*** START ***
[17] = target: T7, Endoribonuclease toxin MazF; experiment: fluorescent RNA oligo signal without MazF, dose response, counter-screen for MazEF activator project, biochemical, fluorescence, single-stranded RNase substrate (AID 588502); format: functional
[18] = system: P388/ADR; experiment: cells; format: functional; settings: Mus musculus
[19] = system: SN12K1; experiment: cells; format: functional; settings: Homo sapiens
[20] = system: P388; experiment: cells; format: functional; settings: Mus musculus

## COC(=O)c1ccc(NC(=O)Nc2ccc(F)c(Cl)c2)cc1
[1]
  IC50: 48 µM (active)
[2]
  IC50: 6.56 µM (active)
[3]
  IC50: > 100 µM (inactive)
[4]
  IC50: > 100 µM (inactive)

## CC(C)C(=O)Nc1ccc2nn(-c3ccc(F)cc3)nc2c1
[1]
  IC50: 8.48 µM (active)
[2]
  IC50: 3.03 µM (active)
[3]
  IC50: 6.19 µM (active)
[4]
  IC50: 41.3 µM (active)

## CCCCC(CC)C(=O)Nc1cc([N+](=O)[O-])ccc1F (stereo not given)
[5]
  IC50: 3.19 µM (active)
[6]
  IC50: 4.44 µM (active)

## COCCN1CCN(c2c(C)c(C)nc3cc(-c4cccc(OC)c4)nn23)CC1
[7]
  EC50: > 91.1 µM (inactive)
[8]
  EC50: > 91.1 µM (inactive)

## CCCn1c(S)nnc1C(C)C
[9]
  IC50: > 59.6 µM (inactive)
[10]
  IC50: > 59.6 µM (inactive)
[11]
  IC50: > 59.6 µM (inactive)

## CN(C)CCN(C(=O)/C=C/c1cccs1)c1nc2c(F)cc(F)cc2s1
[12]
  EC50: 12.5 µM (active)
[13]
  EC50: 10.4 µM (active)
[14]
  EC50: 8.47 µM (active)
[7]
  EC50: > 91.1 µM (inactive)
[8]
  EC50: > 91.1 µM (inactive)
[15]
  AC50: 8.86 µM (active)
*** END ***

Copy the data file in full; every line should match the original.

[17] = target: T7, Endoribonuclease toxin MazF; experiment: fluorescent RNA oligo signal without MazF, dose response, counter-screen for MazEF activator project, biochemical, fluorescence, single-stranded RNase substrate (AID 588502); format: functional
[18] = system: P388/ADR; experiment: cells; format: functional; settings: Mus musculus
[19] = system: SN12K1; experiment: cells; format: functional; settings: Homo sapiens
[20] = system: P388; experiment: cells; format: functional; settings: Mus musculus

## COC(=O)c1ccc(NC(=O)Nc2ccc(F)c(Cl)c2)cc1
[1]
  IC50: 48 µM (active)
[2]
  IC50: 6.56 µM (active)
[3]
  IC50: > 100 µM (inactive)
[4]
  IC50: > 100 µM (inactive)

## CC(C)C(=O)Nc1ccc2nn(-c3ccc(F)cc3)nc2c1
[1]
  IC50: 8.48 µM (active)
[2]
  IC50: 3.03 µM (active)
[3]
  IC50: 6.19 µM (active)
[4]
  IC50: 41.3 µM (active)

## CCCCC(CC)C(=O)Nc1cc([N+](=O)[O-])ccc1F (stereo not given)
[5]
  IC50: 3.19 µM (active)
[6]
  IC50: 4.44 µM (active)

## COCCN1CCN(c2c(C)c(C)nc3cc(-c4cccc(OC)c4)nn23)CC1
[7]
  EC50: > 91.1 µM (inactive)
[8]
  EC50: > 91.1 µM (inactive)

## CCCn1c(S)nnc1C(C)C
[9]
  IC50: > 59.6 µM (inactive)
[10]
  IC50: > 59.6 µM (inactive)
[11]
  IC50: > 59.6 µM (inactive)

## CN(C)CCN(C(=O)/C=C/c1cccs1)c1nc2c(F)cc(F)cc2s1
[12]
  EC50: 12.5 µM (active)
[13]
  EC50: 10.4 µM (active)
[14]
  EC50: 8.47 µM (active)
[7]
  EC50: > 91.1 µM (inactive)
[8]
  EC50: > 91.1 µM (inactive)
[15]
  AC50: 8.86 µM (active)